This isn’t a concept that is foreign to law enforcement, where it is often called the “use of force continuum.” But it’s one that seems continually violated. There’s no doubt in my mind that thousands of police officers across the country are doing great and honorable work every day. But this trend of failures and bad practices in communities across America is too important to ignore. We need more from our police departments — better training on when and how to use force, and more accountability when that standard is not met.
NASA is reportedly investigating one of its astronauts in a case that appears to involve the first allegations of criminal activity from space.
Hackers could have breached US bioterrorism defenses for years, records show. We'll never know if they did
The Department of Homeland Security stored sensitive data from the nation's bioterrorism defense program on an insecure website where it was vulnerable to attacks by hackers for over a decade, according to government documents reviewed by The Los Angeles Times.
The data included the locations of at least some BioWatch air samplers, which are installed at subway stations and other public locations in more than 30 U.S. cities and are designed to detect anthrax or other airborne biological weapons, Homeland Security officials confirmed. It also included the results of tests for possible pathogens, a list of biological agents that could be detected and response plans that would be put in place in the event of an attack.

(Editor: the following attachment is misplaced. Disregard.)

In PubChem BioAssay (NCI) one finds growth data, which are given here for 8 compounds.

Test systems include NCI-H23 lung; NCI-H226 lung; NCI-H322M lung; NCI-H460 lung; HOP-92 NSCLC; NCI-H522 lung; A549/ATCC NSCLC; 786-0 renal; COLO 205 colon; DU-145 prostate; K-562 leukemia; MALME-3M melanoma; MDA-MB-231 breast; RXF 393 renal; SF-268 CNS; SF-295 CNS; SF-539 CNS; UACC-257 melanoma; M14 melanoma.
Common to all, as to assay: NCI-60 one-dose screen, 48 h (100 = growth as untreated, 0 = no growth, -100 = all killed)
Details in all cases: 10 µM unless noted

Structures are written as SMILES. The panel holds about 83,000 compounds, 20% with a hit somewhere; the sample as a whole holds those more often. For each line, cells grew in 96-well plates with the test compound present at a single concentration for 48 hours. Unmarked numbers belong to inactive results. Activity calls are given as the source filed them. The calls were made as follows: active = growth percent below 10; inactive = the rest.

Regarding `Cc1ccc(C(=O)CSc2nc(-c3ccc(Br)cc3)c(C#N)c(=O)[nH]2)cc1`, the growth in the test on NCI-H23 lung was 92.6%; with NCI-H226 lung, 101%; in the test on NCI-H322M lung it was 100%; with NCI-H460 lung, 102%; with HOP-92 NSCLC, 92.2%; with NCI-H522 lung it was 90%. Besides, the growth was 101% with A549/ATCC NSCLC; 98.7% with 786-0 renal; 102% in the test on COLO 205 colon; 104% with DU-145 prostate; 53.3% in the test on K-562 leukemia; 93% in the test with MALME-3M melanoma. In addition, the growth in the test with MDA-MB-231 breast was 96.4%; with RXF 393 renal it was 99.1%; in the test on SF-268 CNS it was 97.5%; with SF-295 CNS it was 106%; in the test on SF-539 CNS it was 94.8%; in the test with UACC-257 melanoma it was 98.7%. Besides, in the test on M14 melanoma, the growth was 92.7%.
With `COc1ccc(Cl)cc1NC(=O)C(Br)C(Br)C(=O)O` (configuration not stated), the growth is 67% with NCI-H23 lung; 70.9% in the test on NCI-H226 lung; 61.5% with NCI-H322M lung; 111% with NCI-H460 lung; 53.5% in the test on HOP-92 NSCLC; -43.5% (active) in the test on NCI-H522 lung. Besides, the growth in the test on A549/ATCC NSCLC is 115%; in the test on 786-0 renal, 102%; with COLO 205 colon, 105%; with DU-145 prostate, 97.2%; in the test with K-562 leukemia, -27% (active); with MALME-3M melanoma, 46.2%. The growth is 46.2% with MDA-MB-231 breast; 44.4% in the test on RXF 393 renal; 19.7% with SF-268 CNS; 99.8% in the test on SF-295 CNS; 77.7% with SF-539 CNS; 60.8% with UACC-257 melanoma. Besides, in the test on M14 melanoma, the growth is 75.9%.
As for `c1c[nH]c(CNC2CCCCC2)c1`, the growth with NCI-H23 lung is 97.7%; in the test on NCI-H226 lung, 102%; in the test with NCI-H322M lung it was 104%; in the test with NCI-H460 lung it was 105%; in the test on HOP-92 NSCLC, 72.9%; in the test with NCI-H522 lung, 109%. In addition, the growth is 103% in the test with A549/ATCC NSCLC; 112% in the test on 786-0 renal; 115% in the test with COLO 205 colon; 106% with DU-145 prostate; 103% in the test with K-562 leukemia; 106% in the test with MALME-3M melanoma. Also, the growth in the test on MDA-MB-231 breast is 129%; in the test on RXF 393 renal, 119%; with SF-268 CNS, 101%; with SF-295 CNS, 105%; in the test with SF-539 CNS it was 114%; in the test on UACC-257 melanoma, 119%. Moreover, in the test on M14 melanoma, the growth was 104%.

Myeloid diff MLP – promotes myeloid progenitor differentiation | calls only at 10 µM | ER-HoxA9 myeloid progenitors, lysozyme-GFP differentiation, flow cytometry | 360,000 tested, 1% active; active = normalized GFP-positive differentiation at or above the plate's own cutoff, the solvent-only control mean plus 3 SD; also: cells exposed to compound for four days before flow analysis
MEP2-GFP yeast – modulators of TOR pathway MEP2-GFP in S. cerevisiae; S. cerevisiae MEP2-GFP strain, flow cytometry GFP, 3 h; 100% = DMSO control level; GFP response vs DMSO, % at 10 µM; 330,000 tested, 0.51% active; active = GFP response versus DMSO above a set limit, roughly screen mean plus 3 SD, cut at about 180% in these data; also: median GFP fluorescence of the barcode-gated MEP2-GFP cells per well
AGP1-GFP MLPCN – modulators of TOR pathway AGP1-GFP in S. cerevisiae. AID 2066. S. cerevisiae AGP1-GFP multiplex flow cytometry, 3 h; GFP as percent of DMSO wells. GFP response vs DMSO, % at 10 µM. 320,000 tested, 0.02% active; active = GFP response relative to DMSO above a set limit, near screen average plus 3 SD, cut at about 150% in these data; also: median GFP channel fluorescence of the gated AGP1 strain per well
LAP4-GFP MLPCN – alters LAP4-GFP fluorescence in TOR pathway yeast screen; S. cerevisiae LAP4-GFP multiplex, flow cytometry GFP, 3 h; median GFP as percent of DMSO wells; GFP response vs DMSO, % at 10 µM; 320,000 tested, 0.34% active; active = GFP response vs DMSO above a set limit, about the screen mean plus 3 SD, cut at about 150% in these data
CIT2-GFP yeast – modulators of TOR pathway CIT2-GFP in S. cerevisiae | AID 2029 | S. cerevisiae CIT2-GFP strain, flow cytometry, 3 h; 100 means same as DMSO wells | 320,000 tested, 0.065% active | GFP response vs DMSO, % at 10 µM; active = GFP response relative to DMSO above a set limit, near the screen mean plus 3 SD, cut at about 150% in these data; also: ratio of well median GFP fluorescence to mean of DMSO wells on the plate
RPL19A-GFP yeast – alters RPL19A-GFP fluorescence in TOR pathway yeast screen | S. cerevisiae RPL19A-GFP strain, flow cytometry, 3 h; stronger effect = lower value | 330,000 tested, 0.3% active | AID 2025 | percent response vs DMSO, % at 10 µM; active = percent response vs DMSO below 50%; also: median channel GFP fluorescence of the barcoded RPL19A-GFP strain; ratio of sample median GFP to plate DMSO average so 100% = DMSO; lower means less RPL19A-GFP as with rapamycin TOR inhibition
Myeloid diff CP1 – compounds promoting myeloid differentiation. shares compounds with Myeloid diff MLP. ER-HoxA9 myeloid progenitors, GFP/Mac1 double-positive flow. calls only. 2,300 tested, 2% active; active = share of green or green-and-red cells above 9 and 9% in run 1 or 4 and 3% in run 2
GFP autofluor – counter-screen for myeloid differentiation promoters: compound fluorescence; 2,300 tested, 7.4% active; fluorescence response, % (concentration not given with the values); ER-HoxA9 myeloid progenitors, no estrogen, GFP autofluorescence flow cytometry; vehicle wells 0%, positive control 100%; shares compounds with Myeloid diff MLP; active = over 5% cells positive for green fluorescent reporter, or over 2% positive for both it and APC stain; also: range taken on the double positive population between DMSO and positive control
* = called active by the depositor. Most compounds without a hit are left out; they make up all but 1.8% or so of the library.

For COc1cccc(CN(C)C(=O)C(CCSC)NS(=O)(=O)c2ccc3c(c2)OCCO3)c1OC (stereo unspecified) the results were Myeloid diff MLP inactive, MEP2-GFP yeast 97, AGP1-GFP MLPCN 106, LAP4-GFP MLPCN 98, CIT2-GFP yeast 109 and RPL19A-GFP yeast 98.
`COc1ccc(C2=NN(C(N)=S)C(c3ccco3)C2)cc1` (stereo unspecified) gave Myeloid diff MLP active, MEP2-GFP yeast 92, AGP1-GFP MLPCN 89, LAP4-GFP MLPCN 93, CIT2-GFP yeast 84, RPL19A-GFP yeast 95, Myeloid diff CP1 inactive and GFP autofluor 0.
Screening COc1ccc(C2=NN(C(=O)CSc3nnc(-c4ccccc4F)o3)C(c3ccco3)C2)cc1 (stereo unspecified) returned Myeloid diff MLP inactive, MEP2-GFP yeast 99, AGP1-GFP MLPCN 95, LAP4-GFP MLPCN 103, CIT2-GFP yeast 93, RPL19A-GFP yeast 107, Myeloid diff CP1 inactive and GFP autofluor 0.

The information — housed on a dot-org website run by a private contractor — has been moved behind a secure federal government firewall, and the website was shut down in May. But Homeland Security officials acknowledge they do not know whether hackers ever gained access to the data.
The State Department doesn't really care if its human rights training for partner security forces is working or not
By law, the United States is required to promote "human rights and fundamental freedoms" when it trains foreign militaries. So it makes sense that if the U.S. government is going to spend billions on foreign security assistance every year, it should probably systematically track whether that human rights training is actually having an impact or not, right?
Apparently not. According to a new audit from the Government Accountability Office, both the Departments of Defense and State "have not assessed the effectiveness of human rights training for foreign security forces" — and while the Pentagon agreed to establish a process to do so, State simply can't be bothered.
A Kansas VA hospital police supervisor reported 'dangerous' deficiencies among his officers. Now he says he faced retaliation
The Kansas City VA Medical Center is still dealing with the fallout of a violent confrontation last year between one of its police officers and a patient, with the Kansas City Police Department launching a homicide investigation.
And now Topeka's VA hospital is dealing with an internal dispute between leaders of its Veterans Affairs police force that raises new questions about how the agency nationwide treats patients — and the officers who report misconduct by colleagues.
A New Mexico woman was charged Friday in the robbery and homicide of a Marine Corps veteran from Belen late last month after allegedly watching her boyfriend kill the man and torch his car to hide evidence.